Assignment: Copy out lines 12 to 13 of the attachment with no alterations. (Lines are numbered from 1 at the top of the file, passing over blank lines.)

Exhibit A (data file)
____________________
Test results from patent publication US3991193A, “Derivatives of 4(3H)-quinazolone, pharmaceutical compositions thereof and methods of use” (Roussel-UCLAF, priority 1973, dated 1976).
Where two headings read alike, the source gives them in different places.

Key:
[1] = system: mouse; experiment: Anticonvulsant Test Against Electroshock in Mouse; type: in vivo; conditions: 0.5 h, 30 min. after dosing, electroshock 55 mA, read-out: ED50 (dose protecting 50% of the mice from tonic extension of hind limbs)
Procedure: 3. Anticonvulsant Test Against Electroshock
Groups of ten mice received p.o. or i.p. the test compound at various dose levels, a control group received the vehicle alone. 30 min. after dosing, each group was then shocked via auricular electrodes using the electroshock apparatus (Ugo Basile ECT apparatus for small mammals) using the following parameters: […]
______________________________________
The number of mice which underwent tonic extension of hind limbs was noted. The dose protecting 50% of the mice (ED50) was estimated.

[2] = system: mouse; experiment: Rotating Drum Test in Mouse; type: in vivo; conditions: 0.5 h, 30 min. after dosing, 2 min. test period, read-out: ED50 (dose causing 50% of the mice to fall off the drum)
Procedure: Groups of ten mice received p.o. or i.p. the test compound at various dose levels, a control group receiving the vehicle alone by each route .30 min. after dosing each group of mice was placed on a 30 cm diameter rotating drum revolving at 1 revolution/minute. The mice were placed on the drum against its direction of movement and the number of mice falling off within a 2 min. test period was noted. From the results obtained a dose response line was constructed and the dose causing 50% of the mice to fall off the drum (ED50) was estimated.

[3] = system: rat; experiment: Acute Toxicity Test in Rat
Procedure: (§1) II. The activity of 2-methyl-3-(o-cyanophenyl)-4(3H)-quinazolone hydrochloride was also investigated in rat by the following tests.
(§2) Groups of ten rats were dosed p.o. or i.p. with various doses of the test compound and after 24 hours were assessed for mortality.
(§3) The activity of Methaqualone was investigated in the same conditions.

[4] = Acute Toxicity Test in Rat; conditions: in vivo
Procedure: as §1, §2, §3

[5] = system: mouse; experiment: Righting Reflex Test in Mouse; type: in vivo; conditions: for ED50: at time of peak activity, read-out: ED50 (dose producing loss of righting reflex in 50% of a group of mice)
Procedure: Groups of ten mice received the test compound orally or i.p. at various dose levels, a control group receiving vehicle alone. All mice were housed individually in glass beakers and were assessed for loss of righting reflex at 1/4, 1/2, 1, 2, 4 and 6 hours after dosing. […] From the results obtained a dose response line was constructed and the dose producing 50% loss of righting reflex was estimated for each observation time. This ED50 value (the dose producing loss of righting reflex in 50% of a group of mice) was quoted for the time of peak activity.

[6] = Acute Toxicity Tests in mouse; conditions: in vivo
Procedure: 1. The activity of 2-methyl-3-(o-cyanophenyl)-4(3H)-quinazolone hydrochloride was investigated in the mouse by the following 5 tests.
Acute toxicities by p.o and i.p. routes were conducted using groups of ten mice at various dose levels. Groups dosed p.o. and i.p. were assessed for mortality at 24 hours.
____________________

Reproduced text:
Procedure: (§1) II. The activity of 2-methyl-3-(o-cyanophenyl)-4(3H)-quinazolone hydrochloride was also investigated in rat by the following tests.
(§2) Groups of ten rats were dosed p.o. or i.p. with various doses of the test compound and after 24 hours were assessed for mortality.